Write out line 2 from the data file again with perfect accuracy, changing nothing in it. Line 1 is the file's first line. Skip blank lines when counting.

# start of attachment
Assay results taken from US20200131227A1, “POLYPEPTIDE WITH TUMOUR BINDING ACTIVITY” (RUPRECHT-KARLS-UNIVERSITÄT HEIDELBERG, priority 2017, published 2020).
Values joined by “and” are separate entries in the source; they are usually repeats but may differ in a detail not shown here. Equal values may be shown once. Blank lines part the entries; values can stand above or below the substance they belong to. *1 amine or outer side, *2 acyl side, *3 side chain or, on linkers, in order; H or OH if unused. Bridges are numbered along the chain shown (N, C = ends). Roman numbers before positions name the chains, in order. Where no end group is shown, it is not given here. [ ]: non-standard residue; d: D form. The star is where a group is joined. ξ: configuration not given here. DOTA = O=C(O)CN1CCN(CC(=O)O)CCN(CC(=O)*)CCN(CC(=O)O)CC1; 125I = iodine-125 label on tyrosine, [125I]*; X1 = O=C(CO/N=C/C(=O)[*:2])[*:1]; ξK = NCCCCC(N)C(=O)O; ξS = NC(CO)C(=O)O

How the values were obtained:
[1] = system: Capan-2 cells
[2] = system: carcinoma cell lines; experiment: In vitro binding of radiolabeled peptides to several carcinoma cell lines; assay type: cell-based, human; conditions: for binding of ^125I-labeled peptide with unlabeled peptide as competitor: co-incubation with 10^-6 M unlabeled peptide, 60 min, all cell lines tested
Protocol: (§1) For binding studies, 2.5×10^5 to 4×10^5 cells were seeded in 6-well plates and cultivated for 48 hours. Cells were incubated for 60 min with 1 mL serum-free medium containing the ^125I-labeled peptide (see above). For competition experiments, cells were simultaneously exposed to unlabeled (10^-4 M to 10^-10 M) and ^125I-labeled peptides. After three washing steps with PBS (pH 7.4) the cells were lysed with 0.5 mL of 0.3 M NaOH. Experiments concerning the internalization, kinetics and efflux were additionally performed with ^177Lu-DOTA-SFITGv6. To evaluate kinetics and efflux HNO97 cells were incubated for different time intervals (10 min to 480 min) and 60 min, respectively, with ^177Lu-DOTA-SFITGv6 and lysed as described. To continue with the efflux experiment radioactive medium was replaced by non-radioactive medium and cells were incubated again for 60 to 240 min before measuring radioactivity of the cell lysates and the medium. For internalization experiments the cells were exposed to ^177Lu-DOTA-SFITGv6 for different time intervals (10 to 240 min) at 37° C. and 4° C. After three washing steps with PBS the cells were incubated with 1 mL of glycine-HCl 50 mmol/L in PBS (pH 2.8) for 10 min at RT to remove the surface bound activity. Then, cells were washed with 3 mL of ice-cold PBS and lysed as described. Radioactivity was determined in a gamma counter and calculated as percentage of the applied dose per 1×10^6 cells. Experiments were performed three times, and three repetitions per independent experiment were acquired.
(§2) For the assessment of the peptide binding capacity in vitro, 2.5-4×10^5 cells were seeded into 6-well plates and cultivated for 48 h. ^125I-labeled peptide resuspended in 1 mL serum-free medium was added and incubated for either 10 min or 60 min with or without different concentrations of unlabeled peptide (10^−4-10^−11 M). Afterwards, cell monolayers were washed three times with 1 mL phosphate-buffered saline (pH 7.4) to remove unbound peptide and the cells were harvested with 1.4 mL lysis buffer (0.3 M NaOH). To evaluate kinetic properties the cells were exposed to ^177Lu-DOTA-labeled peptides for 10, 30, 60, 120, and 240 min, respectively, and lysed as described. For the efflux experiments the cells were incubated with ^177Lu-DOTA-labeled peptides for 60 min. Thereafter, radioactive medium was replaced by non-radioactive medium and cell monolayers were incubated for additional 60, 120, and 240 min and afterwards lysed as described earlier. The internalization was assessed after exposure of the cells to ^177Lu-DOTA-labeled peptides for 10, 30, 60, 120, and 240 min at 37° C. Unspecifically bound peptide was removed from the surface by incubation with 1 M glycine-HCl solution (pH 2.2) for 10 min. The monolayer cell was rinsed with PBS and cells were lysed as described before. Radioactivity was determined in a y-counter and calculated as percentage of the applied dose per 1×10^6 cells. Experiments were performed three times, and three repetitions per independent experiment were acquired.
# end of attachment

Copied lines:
Values joined by “and” are separate entries in the source; they are usually repeats but may differ in a detail not shown here. Equal values may be shown once. Blank lines part the entries; values can stand above or below the substance they belong to. *1 amine or outer side, *2 acyl side, *3 side chain or, on linkers, in order; H or OH if unused. Bridges are numbered along the chain shown (N, C = ends). Roman numbers before positions name the chains, in order. Where no end group is shown, it is not given here. [ ]: non-standard residue; d: D form. The star is where a group is joined. ξ: configuration not given here. DOTA = O=C(O)CN1CCN(CC(=O)O)CCN(CC(=O)*)CCN(CC(=O)O)CC1; 125I = iodine-125 label on tyrosine, [125I]*; X1 = O=C(CO/N=C/C(=O)[*:2])[*:1]; ξK = NCCCCC(N)C(=O)O; ξS = NC(CO)C(=O)O